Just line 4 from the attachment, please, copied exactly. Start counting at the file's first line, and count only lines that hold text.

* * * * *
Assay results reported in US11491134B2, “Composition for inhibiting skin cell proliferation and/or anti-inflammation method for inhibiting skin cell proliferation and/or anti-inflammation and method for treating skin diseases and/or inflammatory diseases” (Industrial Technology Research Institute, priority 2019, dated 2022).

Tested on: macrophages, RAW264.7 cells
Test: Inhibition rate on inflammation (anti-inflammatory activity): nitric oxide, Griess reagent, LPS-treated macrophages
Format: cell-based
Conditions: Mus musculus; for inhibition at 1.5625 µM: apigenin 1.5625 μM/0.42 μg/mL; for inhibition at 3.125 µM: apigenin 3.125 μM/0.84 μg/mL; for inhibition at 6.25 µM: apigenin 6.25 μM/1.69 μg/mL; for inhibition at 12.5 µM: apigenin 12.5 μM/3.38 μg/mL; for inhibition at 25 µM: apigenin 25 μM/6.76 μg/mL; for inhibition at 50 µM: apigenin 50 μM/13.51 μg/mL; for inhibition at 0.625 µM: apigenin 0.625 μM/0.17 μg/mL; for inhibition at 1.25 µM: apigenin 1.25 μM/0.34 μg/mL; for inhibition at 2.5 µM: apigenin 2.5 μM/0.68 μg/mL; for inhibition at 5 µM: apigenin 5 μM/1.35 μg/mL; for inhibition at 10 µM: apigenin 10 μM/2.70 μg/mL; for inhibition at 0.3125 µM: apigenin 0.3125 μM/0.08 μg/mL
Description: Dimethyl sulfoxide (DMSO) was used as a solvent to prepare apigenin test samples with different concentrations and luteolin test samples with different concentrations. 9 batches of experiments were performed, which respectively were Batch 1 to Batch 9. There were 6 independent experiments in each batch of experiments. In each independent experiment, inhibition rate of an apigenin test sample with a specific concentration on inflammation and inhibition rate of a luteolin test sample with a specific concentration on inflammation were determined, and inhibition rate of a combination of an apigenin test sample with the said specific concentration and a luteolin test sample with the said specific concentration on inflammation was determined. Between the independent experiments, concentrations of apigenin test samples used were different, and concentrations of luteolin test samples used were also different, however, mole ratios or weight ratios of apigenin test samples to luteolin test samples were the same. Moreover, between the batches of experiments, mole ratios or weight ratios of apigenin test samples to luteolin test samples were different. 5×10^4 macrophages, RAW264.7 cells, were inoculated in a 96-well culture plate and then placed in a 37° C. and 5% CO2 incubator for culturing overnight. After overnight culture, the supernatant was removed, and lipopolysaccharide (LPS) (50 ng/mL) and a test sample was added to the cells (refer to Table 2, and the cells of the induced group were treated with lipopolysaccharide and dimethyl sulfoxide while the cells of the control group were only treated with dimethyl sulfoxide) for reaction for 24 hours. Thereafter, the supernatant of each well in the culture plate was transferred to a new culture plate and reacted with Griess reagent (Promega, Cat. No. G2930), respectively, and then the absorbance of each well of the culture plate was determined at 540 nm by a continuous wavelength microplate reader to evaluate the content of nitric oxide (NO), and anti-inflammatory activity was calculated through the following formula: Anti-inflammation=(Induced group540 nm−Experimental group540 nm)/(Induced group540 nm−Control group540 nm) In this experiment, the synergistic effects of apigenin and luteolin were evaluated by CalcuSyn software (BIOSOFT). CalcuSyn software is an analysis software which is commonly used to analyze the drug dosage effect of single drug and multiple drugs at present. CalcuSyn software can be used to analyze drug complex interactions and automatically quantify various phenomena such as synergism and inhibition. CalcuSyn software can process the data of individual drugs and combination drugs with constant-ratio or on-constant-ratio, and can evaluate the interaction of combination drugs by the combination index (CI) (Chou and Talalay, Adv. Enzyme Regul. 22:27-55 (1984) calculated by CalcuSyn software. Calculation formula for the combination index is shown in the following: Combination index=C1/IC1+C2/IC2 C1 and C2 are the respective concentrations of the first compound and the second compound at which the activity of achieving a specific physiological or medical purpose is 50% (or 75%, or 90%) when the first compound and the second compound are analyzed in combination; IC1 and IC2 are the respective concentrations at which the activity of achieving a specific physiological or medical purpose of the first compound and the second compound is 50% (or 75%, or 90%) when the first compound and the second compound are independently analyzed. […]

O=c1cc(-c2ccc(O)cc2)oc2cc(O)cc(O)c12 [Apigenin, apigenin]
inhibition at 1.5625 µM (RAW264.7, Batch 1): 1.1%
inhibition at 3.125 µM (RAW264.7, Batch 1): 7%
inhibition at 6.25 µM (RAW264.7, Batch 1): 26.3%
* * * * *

Format: cell-based